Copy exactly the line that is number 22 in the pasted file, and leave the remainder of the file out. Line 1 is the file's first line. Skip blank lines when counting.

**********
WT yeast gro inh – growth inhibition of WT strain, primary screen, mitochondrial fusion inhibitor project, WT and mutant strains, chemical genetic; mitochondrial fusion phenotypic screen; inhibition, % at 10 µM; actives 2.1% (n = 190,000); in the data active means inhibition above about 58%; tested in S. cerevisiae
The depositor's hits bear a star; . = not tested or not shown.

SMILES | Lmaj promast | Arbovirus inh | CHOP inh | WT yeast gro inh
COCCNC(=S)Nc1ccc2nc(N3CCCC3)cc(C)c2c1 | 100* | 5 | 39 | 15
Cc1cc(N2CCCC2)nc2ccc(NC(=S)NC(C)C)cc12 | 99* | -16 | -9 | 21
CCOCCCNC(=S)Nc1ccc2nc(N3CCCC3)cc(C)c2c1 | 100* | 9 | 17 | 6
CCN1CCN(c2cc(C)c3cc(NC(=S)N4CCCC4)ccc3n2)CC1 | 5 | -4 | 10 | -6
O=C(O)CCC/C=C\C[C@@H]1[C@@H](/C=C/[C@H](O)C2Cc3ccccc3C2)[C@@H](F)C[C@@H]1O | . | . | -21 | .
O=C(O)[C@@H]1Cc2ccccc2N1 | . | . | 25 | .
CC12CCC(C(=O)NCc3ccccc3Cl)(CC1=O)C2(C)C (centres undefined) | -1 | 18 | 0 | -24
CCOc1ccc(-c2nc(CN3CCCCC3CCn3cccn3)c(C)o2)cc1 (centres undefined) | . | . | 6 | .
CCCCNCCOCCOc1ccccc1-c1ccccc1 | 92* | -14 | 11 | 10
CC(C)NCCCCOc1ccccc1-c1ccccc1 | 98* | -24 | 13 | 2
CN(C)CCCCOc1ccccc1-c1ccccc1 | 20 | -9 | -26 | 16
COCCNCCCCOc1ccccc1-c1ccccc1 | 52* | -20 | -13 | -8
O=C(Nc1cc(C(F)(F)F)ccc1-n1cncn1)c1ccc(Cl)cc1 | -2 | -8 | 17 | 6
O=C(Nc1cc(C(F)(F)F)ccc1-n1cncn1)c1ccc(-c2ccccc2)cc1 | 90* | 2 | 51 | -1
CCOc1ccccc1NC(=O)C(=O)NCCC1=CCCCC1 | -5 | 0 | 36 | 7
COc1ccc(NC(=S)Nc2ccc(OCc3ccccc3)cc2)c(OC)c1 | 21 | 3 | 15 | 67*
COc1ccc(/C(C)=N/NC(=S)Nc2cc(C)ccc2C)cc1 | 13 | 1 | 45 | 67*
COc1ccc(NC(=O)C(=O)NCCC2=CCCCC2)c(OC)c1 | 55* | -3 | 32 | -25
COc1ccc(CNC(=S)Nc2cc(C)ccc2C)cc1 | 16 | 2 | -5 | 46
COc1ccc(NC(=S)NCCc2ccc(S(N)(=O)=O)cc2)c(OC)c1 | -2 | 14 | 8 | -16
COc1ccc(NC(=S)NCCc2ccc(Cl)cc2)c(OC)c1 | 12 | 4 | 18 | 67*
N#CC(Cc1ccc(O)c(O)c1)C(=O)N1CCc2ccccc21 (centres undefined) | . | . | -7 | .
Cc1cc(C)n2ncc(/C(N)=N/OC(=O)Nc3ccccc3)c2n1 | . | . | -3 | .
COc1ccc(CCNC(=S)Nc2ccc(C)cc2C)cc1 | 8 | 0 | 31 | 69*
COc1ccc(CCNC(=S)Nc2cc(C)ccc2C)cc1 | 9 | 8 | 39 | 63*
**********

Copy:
COc1ccc(CNC(=S)Nc2cc(C)ccc2C)cc1 | 16 | 2 | -5 | 46